MSE Seminar: Returning the favor: ALD for catalysts, or catalytic reactions for ALD?
Speaker: Parag Banerjee, MSE Associate Professor, University of Central Florida, UMD MSE Alum ('11)
Atomic Layer Deposition (ALD) enables precise surface engineering by exerting control over film structure and composition at the nanoscale. This idea has led to the use of ALD for developing efficient heterogenous catalyst materials. If ALD can design efficient catalysts, can the favor be returned i.e., can our understanding of catalyst reactions help us design better ALD chemistries?
This talk will probe these ideas with some recent work from our Group. Dr. Banerjee will highlight case studies where we use ALD to atomically engineer surfaces for i) CO2 photoreduction and ii) N2 electroreduction reactions. The emphasis will be on ALD’s unique ability to systematically modify a surface, thereby unraveling the reaction mechanisms. He will flip the story next and show how decades old work on homogenous catalysis in ruthenium complexes help us understand the deposition characteristics of a new ruthenium precursor molecule. The resulting “catalytically enhanced” ruthenium ALD process has one of the lowest reported deposition temperatures in literature and thus, is of special significance for use as ‘barrier layer’ in copper interconnect technology.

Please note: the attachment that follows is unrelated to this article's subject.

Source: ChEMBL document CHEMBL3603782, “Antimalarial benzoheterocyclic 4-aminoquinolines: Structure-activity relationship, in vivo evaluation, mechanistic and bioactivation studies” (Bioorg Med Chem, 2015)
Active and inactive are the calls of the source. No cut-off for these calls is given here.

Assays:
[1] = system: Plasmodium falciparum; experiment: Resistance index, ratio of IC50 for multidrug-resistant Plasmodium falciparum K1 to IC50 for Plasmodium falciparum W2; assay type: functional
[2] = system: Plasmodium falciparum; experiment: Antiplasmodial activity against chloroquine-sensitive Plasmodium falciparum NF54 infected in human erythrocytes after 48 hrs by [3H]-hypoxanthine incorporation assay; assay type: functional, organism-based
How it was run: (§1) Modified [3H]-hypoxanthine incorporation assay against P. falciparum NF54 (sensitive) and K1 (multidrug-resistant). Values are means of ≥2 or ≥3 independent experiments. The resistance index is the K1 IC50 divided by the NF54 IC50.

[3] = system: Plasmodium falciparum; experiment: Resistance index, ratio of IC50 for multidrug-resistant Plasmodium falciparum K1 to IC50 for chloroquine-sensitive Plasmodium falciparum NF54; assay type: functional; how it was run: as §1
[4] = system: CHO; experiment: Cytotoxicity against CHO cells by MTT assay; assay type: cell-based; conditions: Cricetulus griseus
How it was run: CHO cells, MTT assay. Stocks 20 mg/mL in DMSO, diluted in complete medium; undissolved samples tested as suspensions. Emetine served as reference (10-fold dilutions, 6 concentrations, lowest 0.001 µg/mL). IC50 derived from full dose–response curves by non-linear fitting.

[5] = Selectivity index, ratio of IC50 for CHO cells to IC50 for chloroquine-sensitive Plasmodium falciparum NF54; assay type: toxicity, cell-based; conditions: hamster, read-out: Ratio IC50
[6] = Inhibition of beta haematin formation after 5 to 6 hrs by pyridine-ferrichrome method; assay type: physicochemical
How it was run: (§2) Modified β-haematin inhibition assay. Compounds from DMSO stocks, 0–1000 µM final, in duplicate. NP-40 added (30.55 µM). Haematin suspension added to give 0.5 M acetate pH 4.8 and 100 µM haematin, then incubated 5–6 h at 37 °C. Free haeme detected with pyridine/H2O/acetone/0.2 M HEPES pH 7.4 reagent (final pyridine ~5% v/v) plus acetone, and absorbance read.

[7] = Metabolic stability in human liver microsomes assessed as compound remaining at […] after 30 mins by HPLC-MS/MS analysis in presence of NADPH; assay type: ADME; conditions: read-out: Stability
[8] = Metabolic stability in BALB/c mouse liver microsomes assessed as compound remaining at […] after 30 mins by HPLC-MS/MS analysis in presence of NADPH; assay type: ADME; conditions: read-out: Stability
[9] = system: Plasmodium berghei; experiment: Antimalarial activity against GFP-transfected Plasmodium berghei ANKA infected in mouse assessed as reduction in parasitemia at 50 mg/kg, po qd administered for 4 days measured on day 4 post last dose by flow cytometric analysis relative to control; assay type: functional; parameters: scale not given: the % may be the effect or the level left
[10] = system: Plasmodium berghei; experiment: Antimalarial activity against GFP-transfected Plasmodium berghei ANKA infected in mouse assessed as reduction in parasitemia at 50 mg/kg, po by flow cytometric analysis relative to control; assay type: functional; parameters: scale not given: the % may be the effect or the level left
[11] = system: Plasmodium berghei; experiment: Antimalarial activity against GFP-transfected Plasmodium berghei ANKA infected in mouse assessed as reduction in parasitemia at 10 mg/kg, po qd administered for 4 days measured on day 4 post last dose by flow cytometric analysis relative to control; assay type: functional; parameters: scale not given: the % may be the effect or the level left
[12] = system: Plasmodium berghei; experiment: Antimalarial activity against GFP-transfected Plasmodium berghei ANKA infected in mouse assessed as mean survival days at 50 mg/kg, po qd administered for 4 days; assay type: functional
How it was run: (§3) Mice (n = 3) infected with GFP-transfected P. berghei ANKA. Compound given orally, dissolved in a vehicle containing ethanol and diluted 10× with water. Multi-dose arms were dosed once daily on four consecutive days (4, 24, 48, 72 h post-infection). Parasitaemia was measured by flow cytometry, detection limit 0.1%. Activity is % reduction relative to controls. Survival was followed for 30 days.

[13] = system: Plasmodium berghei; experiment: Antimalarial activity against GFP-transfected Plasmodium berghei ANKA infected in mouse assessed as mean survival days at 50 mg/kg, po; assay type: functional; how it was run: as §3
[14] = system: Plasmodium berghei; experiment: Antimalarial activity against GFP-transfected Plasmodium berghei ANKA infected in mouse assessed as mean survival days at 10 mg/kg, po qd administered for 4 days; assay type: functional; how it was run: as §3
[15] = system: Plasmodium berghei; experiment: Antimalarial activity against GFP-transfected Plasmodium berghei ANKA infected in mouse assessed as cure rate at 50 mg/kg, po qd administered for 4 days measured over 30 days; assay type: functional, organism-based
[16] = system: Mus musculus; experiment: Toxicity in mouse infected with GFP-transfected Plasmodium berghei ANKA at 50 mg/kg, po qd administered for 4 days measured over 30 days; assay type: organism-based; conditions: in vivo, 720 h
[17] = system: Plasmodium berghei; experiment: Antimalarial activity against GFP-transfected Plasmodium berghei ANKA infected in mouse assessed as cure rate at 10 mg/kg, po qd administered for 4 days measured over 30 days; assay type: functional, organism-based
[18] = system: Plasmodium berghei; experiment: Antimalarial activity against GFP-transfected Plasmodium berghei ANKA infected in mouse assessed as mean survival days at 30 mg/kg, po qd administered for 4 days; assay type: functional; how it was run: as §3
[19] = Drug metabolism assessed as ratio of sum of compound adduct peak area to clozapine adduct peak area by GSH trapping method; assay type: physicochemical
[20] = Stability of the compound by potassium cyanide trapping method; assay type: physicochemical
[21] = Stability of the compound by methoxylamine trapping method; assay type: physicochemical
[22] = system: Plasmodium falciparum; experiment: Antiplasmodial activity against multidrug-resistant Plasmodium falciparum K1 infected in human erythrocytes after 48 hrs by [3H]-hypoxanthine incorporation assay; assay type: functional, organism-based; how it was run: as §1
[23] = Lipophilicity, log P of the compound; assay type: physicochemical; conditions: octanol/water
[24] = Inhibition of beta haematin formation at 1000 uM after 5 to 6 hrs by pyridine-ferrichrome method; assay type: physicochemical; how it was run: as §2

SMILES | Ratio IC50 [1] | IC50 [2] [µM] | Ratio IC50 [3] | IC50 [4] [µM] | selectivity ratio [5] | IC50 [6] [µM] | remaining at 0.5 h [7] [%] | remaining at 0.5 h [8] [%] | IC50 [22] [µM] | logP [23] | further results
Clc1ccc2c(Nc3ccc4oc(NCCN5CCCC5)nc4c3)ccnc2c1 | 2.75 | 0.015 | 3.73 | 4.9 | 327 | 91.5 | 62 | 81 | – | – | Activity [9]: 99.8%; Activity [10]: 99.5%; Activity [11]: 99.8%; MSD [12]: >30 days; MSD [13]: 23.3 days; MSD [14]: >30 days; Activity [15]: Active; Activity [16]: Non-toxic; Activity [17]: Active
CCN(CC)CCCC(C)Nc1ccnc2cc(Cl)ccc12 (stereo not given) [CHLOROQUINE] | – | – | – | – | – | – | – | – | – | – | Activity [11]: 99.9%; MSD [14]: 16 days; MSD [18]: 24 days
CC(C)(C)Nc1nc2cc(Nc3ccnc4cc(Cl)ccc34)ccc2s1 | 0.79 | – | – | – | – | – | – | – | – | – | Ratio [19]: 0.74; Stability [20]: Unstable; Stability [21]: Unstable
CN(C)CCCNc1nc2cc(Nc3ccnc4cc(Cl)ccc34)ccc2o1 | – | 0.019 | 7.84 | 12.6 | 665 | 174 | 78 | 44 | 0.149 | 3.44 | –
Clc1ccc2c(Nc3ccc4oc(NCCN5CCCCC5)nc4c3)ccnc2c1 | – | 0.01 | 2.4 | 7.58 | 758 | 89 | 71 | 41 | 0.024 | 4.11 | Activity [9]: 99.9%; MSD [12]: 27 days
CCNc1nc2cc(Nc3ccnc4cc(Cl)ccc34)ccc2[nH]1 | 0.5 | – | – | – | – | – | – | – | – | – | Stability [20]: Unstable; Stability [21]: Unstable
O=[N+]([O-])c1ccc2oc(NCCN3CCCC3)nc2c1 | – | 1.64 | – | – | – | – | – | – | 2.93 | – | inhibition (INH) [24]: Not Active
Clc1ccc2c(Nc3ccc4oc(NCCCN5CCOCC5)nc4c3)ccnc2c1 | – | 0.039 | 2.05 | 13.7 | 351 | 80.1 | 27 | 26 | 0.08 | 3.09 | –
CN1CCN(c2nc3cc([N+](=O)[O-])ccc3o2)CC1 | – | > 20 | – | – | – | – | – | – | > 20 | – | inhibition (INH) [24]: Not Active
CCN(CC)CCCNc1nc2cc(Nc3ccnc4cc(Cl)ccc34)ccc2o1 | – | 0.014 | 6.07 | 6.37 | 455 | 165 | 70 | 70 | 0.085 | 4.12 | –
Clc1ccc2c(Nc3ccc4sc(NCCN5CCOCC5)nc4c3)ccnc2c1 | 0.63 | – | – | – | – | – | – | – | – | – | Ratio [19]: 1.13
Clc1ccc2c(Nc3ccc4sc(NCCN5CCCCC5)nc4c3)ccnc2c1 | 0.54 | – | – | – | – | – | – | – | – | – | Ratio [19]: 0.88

The key message of the talk is that ALD and catalysis science bear strong resemblances. Advancing new materials and process chemistries require increased synergy between the two.
Dr. Parag Banerjee joined the University of Central Florida, Orlando in Fall 2018 as Associate Professor in the Department of Materials Science and Engineering. Prior to this appointment, he was an Assistant Professor at Washington University in St. Louis. Professor Banerjee's current research focuses on two aspects of atomic layer deposition (ALD). First, he seeks to understand how ALD process chemistries work using in situ techniques. Second, he develops new materials via ALD that address issues of performance and reliability in energy and electronic devices. The understanding gained as a result of these efforts have led to development of high yield CO2 photoreduction and N2 electroreduction catalysts, improved reliability of photochromic displays and Si photovoltaics. Professor Banerjee has over 50 publications and 8 U.S. and international patents.
Professor Banerjee obtained his PhD in 2011 under the supervision of Professor Gary Rubloff at UMD, College Park. He was awarded the John and Maureen Hendrick’s Energy Fellowship. From 2000 to 2006, Professor Banerjee was an R&D process engineer at Micron Technology Inc, developing understanding of high-k dielectric reliability in DRAM transistors and capacitors.